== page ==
If I tried to say “text 416-555-1234, I’ll be late” it simply Googles that phrase. If I was using an iPhone 5, it would have sent a text message to that number. Now I am assuming that I haven’t mastered the method that Google Now wants me to use my voice to control the phone. Perhaps if I did, I would have achieved better results. But as it stands, I think Google Now would be likely best suited to quick text dictation and other simple tasks.
A couple of other things to mention. When you have a an email, a text, a missed call or whatever, a white alert icon blinks slowly on and off on the phone’s otherwise black screen. It does this at steady intervals, and its not so annoying that it would bug on your night stand as you sleep. It also lights up the second you pull your phone out of a pocket or purse. Nice! The Moto X has lock screen apps and it allows you to have widgets and shortcuts at your fingertips as soon as you’ve unlocked your phone. Another feature, if you twist your wrist twice, it activates the camera.
Speaking of the camera, I like the camera interface. Swipe from the left of the screen and you get all the controls that control the camera. Swipe from the right of the screen and you can browse the pictures you’ve taken. Zooming in and out is a one finger operation. Place you finger in the middle of the screen and swipe up and you zoom in. Swipe down and you zoom out. It has the ability to automatically turn on HDR automatically which may be handy for those who want to make sure that they get the perfect shot. But you cannot control things like white balance or ISO. In short, this camera is best aimed at the point-and-shoot crowd as opposed to those who want to control every aspect of their picture taking experience. And there’s nothing wrong with that.
The camera takes pictures at 10MP and does 1080P video. Good on paper, but let’s see how it performs at Pearson International Airport. Click the picture to see it at full resolution:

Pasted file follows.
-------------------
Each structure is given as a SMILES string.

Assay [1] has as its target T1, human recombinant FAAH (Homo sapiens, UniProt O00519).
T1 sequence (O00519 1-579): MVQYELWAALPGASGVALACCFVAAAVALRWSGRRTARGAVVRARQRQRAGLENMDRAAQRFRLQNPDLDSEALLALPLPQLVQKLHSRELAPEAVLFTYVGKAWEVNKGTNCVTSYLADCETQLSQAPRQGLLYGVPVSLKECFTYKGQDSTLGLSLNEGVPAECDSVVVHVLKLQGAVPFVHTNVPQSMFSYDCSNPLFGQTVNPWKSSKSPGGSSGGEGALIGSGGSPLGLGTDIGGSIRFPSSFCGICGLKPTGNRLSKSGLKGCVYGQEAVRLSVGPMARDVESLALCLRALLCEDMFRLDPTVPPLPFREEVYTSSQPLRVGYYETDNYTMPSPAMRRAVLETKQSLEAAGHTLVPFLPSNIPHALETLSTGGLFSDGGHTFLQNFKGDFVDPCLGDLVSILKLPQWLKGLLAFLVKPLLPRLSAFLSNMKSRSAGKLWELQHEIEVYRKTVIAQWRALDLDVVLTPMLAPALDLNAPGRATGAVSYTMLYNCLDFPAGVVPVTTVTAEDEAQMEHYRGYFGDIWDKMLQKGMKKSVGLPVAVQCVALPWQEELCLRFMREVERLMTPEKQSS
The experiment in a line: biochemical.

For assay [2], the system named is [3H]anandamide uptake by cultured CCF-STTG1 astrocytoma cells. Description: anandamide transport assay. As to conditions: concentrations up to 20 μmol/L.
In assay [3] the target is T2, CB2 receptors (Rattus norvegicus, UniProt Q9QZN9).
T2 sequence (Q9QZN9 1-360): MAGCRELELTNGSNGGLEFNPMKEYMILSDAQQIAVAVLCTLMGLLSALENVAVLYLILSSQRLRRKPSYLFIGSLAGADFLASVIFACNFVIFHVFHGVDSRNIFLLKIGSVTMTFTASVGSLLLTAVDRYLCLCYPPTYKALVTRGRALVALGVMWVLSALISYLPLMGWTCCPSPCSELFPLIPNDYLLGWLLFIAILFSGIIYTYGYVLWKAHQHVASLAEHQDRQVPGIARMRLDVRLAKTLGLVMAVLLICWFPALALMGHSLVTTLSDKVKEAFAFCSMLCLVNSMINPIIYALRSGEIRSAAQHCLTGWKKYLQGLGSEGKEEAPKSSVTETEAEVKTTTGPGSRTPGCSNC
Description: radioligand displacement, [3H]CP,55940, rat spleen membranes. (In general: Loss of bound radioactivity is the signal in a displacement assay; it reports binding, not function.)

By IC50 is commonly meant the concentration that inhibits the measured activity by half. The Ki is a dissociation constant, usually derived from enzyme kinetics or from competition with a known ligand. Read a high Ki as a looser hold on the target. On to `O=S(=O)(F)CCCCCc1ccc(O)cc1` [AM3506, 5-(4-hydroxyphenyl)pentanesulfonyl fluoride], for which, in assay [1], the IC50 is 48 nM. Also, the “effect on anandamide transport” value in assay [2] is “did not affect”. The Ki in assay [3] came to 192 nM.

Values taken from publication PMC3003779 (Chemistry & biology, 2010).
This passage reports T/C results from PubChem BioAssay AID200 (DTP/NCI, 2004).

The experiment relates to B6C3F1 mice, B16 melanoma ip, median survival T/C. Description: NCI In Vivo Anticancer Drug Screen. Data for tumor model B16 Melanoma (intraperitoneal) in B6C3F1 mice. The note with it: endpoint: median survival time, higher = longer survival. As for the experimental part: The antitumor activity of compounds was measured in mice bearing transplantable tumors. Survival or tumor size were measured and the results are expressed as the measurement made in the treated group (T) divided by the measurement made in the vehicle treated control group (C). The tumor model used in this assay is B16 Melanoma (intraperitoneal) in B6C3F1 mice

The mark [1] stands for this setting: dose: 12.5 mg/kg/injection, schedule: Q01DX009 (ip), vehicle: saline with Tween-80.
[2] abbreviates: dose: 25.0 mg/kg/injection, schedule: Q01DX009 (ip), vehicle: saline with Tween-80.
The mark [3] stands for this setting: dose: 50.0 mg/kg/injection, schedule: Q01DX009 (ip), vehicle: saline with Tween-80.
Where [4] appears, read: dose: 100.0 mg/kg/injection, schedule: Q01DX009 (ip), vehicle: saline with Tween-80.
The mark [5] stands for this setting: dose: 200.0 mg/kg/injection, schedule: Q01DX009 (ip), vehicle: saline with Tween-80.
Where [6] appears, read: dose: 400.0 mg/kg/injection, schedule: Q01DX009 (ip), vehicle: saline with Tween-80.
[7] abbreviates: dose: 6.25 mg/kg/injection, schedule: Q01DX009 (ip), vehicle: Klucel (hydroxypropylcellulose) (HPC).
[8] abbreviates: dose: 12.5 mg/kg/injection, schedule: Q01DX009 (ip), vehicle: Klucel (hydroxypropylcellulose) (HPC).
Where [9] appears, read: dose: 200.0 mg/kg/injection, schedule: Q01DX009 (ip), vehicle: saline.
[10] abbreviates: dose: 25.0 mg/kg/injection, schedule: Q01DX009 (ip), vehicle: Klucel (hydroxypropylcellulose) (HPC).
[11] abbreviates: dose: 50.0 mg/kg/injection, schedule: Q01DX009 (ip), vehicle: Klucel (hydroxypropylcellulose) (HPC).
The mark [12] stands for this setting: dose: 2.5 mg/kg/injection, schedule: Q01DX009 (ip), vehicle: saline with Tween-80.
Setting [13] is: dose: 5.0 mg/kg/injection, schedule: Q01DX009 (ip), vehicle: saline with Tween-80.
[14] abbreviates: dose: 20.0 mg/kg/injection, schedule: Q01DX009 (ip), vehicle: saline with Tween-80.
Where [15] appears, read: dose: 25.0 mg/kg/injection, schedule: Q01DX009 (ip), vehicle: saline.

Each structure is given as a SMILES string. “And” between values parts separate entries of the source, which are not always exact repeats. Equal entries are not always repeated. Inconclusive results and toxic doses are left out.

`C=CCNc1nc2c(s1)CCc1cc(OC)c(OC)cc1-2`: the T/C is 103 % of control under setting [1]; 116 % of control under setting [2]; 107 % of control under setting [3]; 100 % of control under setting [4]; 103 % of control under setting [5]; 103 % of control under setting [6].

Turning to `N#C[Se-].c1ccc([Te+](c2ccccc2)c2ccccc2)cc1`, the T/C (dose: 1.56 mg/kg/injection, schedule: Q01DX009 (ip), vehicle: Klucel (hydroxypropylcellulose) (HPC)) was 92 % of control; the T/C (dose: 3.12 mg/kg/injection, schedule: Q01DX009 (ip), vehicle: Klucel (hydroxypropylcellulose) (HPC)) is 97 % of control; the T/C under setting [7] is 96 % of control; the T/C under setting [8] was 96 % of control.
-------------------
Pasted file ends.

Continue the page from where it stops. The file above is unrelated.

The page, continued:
The picture was decent and clear. It should be noted that I used the Moto X’s ability to shoot video and take pictures at the same time. As for the video, here’s what the camera captured. Make sure you set it for full screen and 1080P:
One thing that I noted was there was a lot of auto focusing by the Moto X mostly at the start of the video before the plane enters the frame. The image also had a tendency to go dark for a second and then come back. I have no explanation for that.
Battery life was pretty good. I got just over a day on a charge which is pretty good and is what you want from a phone. Though you might see better results based if you’re a heavy user. The Moto X has a battery saver mode that if you enable it, it comes in when you drop to 15 percent charge. It disables background data use and also institutes aggressive screen dimming and time outs. That’s a welcome feature.
So what’s my bottom line? The Moto X is not a bad phone and is worth looking at if you’re in the market for an Android phone as it has some unique features that may appeal to you. It won’t wow you, but it is a very competent phone for the most part. It’s performance on Rogers LTE network will wow you though, and that may be all you need to put your credit card down for one. It’s $149.99 on a 2 year term or $549.99 at Rogers. Try one out and maybe you’ll be saying “Hello Moto”.